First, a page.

Not mentioning that we are out of running for a record-extending seventh title without a proper fight.
Without taking anything away from our opponents, if we not only fail to progress but finish at the foot of the table comprising the likes of Mozambique, Malawi and Namibia, then the word failure would definitely require a new definition.
Talk about undoing what others had built over time!
A single victory in 11 attempts, four stalemates and six defeats is hardly inspiring.
For assessment’s sake, has Loga added any value to the national team cause?
Chief clown in the circus
Zimbabwe’ national game appears to have turned into a circus and one of the chief clowns in that inexplicable theatrical is Loga himself, who has for one-and-a-half years since touching down in Harare masqueraded as a football coach.
That he finds comfort in his charges’ mediocrity borders on insanity and that he derives satisfaction from underachievement is the height of absurdity.
Where the gaffer, the ostensible mentor was “still happy with the things I saw for most of the game.
Most of the guys are young players and this is good lesson for them”, his skipper at the tourney Ovidy Karuru “was not happy to win the man-of-the-match without winning the game because we came here to win the games not to draw” which left him “disappointed” because their mission was to conquer.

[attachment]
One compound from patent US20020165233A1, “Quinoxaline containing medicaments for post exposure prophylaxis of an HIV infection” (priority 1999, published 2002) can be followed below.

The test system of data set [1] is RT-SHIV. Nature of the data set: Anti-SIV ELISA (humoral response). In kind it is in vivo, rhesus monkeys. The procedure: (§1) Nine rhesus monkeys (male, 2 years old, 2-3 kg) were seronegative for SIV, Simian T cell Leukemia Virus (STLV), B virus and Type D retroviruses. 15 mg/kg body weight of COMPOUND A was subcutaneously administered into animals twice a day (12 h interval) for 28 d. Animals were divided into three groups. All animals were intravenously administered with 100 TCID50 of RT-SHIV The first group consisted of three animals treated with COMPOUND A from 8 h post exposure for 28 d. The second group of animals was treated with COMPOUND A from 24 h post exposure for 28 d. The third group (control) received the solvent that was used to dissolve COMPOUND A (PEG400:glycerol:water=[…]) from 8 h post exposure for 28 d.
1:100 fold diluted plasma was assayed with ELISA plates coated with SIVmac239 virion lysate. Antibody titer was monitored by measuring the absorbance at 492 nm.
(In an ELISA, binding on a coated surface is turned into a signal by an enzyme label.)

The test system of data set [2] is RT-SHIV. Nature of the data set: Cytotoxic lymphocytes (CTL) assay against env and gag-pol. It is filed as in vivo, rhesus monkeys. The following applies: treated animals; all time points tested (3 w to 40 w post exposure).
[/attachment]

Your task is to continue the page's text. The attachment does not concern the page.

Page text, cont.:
How can our platoon — never mind they are called the Warriors — be superintended by a timid commander like Loga?
Never one to run out of excuses, chief among them the lengthy lay-off of our domestic league and endless assessment of players, he wants us to believe that we are on the right track and will come right because we are learning as we progress.
But who said we cannot excel while serving the apprenticeship?
Do we necessarily have to lower the bar or perform below par in the name of learning?
Need we remind him that time and tide wait for no man?
Is it not illustrative of a clueless man when Nyasha Dube is called up from his overseas base to have only an eight-minute run in four games at the tournament, even the inconsequential clash against Senegal?
Was the chance to run the rule over the players otherwise considered fringe not spurned here?
And the fans speak out
From the fans perspective, things are falling apart for Warriors.
Noah Mangayira had no kind words for the leadership at Zifa and the team’s trainer.
“These people in charge of our national game have badly let us down. They continue folding their hands and just watch while things deteriorate.
“Both the association and the coach should be charged for complicity. Something is just not right and we cannot continue like this. Something has to give before we suffer further embarrassment.
“Remember the 2026 World Cup qualifiers are on the horizon and with this state of chaos our football is in, I am fearing for the worst.
“We need a clear game plan and change of tactics if we are to salvage our national game. As fans, we deserve better and are demanding it right now,” said Mangayira.
“The Warriors are worrying us,” he added.
That the daggers are out for Zdravko Logarusic is not surprising at all and whatever is the remainder of his tenure is certain to be one of long knives.